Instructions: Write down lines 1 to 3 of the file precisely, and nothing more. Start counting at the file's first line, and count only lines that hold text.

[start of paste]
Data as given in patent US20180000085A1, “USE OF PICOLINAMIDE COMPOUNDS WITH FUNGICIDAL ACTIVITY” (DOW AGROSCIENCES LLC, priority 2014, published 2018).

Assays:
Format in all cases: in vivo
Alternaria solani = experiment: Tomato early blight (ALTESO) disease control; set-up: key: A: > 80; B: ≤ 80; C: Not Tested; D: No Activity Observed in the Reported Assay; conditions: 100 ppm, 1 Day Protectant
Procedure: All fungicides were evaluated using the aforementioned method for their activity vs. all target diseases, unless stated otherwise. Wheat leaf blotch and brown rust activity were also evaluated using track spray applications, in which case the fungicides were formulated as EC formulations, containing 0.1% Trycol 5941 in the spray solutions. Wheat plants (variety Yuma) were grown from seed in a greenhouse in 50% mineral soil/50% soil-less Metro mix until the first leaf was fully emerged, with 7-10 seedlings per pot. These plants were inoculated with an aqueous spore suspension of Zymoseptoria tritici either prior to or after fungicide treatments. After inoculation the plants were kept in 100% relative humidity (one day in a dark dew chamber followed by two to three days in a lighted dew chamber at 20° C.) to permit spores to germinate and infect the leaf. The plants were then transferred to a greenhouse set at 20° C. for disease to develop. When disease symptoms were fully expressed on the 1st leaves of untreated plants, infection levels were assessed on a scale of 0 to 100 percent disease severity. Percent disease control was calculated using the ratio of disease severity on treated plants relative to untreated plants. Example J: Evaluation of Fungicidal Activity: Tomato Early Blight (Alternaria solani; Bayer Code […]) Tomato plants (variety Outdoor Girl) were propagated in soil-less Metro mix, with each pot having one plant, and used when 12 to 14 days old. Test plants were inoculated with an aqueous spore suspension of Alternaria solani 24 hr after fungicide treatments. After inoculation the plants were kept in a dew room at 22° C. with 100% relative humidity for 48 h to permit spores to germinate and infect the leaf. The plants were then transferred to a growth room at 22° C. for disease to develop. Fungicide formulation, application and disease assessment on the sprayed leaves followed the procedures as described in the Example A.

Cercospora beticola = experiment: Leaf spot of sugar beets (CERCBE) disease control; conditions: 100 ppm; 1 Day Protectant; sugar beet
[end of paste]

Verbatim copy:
Data as given in patent US20180000085A1, “USE OF PICOLINAMIDE COMPOUNDS WITH FUNGICIDAL ACTIVITY” (DOW AGROSCIENCES LLC, priority 2014, published 2018).

Assays:
Format in all cases: in vivo